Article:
IDB loan is one of a series supporting energy sector reform to reduce use of fossil fuels
The Inter-American Development Bank approved a $280 million loan to Ecuador to support transformation of its its enery grid, improvements in energy efficiency and promotion of access to electricity generated from renewable sources.
The loan aims to support the country in its climate change goals in the energy sector and help consolidate its fiscal and external accounts through policy reforms. This second and final operation is one of a series of loans that aim to support change in Ecuador's energy grid.
Ecuador accounts for approximately 0.08 percent of the planet's greenhouse gas emissions. Although that figure is low compared to other countries with similar features, Ecuador has committed to reducing 9% of its emissions by 2025 with respect to current trends?
The support of the IDB means a lot to Ecuador, especially in the current context in which fiscal revenue is forecast to post a major decline as a result of the impact of the coronavirus pandemic, which will be particularly rough in Ecuador as an oil producer.
Ecuador continues working to reduce its consumption of fossil fuels and has done so through reforms of its energy grid. “Sectoral policies such as those that Ecuador has been implementing are essential for improving the performance of the electricity sector. The evidence is clear that reforms of sectoral policies can lead to an increase in investment and in quality of service by improving the efficiency of the electricity sector and its financial sustainability,” said Virginia Snyder, director of the project team.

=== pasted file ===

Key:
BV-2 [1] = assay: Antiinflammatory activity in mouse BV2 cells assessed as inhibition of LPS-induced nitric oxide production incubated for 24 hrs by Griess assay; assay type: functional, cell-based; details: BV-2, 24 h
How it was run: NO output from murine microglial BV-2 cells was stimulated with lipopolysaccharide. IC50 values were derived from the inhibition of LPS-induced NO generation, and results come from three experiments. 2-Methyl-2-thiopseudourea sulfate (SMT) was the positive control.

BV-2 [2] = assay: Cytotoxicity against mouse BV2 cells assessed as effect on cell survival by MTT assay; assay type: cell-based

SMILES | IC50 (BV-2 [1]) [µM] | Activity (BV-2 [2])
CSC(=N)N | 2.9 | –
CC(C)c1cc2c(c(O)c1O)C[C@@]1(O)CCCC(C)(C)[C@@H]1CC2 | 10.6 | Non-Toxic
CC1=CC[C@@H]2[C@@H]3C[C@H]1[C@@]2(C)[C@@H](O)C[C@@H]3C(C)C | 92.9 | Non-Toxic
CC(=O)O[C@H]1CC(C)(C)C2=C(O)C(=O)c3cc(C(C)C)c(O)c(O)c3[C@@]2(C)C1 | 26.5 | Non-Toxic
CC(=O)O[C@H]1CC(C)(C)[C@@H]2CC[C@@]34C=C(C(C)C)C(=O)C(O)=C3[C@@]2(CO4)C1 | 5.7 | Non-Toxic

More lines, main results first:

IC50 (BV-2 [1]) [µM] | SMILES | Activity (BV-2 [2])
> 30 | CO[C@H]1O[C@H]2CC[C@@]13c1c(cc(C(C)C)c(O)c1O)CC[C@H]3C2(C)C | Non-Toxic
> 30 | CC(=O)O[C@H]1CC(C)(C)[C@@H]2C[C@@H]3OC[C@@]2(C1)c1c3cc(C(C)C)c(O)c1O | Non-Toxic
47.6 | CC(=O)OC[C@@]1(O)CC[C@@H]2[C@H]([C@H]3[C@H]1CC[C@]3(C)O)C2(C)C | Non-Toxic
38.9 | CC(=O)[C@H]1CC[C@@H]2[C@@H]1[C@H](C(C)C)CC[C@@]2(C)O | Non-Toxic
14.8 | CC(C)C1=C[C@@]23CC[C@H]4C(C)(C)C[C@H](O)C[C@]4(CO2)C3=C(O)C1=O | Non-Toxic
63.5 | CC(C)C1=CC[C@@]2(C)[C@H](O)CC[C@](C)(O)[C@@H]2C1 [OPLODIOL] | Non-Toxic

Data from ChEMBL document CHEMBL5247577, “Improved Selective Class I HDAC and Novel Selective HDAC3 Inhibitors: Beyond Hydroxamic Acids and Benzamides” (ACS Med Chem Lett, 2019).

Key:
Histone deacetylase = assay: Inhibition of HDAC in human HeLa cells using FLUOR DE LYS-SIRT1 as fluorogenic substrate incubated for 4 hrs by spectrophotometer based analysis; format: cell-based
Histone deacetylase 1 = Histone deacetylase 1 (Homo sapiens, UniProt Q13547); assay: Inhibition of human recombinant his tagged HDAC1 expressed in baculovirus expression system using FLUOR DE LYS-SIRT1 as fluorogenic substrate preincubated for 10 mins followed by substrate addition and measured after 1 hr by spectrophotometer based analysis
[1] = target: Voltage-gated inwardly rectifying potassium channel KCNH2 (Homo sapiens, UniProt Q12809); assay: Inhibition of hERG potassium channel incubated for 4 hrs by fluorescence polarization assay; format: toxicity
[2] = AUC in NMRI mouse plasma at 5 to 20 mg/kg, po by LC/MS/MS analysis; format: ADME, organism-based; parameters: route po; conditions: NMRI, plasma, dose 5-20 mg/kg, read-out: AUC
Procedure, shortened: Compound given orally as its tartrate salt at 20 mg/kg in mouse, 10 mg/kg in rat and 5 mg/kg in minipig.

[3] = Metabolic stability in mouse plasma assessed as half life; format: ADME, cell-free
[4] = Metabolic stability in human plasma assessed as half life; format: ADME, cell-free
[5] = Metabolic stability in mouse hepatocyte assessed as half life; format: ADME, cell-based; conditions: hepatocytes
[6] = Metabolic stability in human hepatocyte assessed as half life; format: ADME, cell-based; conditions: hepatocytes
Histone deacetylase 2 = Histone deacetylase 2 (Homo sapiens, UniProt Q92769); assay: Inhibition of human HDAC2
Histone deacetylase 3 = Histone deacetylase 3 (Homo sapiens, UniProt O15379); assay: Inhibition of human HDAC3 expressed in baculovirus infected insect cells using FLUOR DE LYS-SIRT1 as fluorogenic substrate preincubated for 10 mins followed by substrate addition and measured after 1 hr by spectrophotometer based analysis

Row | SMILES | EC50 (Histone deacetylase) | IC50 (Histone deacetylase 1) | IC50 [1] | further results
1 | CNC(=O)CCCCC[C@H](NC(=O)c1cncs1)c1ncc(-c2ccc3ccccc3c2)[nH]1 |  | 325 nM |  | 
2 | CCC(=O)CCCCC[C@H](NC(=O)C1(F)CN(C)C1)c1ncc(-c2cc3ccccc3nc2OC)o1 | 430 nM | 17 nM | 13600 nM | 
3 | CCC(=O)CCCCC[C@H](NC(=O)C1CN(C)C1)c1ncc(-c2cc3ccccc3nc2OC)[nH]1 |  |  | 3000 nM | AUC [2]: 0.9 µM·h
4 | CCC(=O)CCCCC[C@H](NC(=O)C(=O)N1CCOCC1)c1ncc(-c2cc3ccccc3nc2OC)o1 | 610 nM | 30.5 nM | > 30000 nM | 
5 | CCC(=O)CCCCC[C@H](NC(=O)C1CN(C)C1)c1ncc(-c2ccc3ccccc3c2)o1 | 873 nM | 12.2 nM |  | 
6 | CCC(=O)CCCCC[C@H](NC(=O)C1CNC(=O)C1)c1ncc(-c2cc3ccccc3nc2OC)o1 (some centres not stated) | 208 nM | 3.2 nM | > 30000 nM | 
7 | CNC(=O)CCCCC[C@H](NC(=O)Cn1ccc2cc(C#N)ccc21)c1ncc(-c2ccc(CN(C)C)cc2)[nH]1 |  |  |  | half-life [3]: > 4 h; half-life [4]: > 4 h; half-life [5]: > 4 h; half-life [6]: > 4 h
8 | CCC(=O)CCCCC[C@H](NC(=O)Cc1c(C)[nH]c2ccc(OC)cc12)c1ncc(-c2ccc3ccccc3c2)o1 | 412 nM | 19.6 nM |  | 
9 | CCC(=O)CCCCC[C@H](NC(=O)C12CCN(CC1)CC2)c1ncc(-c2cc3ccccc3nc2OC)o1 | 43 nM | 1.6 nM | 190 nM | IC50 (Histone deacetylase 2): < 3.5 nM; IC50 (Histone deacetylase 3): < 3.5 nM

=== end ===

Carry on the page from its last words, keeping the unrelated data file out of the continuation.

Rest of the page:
The loan is also designed to support efforts to enhance efficiency, modernization, innovation and sustainability in the supply of electricity and the exchange of electricity with neighboring countries. This will help ensure Ecuador's national supply in possible scenarios involving adverse conditions.
The Inter-American Development Bank is devoted to improving lives. Established in 1959, the IDB is a leading source of long-term financing for economic, social and institutional development in Latin America and the Caribbean. The IDB also conducts cutting-edge research and provides policy advice, technical assistance and training to public and private sector clients throughout the region.